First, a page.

The rare frilled shark is considered a “living fossil,” because evidence of its existence dates back to at least 80 million years ago. This summer, researchers found one alive and thriving off the coast of Portugal, adding yet more clues about the resilience of this ancient sea creature.
The shark was discovered off the Algarve coast by researchers who were working on a European Union project in the area, the BBC reported. The aim of the project was to “minimize unwanted catches in commercial fishing,” the researchers told SIC Noticisas TV, as the BBC noted. but the team unknowingly unearthed one of the rarest and most ancient animals on the planet.
Scientists believe the frilled shark has remained the same, both inside and out, since the Cretaceous Period, when the Tyrannosaurus Rex and Triceratops still roamed the planet. The creature, known by scientists as Chlamydoselachus anguineus, is incredibly simple and unevolved, most likely due to the lack of nutrients found in its deep-sea dwellings. A Japanese study of the shark found in Suruga Bay, Japan, revealed that its diet is 61 percent cephalopods—the class to which squids and octopus belong.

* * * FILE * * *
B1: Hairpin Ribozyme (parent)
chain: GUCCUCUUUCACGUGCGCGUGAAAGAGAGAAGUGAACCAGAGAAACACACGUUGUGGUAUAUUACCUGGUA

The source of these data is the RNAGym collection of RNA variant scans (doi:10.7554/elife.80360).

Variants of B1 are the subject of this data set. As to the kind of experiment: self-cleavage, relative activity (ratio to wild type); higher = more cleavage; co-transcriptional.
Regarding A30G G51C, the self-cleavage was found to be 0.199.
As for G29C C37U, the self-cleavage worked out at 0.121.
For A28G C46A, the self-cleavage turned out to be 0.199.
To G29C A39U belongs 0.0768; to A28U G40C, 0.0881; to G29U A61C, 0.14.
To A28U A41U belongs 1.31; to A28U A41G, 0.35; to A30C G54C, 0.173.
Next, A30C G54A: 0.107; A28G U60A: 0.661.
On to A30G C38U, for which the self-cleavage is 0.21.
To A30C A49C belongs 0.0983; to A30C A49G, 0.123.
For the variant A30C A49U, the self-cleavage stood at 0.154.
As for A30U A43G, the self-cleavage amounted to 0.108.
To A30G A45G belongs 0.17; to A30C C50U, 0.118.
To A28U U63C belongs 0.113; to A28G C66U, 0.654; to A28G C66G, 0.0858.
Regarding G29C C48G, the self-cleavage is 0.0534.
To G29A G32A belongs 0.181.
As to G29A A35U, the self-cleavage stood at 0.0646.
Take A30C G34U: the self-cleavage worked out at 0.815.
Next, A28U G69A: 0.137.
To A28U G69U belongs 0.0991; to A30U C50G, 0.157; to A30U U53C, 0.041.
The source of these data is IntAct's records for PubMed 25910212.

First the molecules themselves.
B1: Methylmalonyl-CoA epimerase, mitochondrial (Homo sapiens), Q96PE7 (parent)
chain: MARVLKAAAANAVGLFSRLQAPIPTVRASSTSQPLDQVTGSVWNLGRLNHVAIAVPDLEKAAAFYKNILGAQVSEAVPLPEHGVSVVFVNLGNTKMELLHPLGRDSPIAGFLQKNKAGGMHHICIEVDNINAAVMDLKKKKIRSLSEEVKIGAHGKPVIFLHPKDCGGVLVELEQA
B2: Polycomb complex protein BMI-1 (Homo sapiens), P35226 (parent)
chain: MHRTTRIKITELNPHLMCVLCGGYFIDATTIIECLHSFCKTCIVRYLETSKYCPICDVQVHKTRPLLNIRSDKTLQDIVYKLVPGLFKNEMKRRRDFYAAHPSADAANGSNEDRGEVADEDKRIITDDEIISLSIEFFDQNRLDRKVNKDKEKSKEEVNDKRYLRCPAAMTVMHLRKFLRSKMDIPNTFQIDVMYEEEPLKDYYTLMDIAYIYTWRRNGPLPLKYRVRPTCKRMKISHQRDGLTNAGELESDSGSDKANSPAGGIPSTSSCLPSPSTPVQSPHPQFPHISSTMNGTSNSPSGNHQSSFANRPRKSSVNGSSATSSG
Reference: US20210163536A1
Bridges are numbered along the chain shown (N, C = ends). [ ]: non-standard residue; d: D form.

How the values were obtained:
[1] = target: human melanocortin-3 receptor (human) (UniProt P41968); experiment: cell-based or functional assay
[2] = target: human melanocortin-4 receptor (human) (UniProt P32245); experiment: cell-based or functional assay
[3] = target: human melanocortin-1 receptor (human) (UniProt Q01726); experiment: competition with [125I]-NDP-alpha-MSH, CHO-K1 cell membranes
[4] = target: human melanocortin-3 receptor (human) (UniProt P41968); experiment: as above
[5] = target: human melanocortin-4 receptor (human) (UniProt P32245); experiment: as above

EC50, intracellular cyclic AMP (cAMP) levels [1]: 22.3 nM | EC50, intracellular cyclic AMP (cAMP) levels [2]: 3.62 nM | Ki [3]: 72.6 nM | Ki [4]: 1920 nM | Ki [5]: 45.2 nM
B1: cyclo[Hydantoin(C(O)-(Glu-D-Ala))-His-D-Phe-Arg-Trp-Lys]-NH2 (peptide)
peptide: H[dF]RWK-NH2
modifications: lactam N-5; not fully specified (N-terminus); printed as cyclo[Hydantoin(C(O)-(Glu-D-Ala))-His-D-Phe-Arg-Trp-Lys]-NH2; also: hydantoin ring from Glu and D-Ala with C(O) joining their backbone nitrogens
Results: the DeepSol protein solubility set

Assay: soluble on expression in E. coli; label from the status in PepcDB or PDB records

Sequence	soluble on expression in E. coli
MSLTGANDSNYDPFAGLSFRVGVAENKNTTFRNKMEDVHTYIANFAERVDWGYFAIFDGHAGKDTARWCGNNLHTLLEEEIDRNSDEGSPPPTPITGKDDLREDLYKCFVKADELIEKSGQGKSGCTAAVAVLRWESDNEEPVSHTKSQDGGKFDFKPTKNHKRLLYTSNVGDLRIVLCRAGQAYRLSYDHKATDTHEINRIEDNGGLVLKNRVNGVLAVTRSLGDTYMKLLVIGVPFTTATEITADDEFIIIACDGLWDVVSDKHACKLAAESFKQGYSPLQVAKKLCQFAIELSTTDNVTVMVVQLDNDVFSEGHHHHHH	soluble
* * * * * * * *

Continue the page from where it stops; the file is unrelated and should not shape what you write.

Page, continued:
This deep sea dweller is usually found between 390 and 4,200 feet below the surface, which is why it’s rarely seen and wasn’t even discovered before the 19th century (despite being around long before humans).
The shark caught this summer measured around five feet in length, but at their longest can be around six-and-a-half feet, IFL Science reported. Another study of a Suruga Bay inhabitant showed that frilled sharks may also have the longest gestation period of any living creature, 42 months.
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SOURCE: Newsweek, Dana Dovey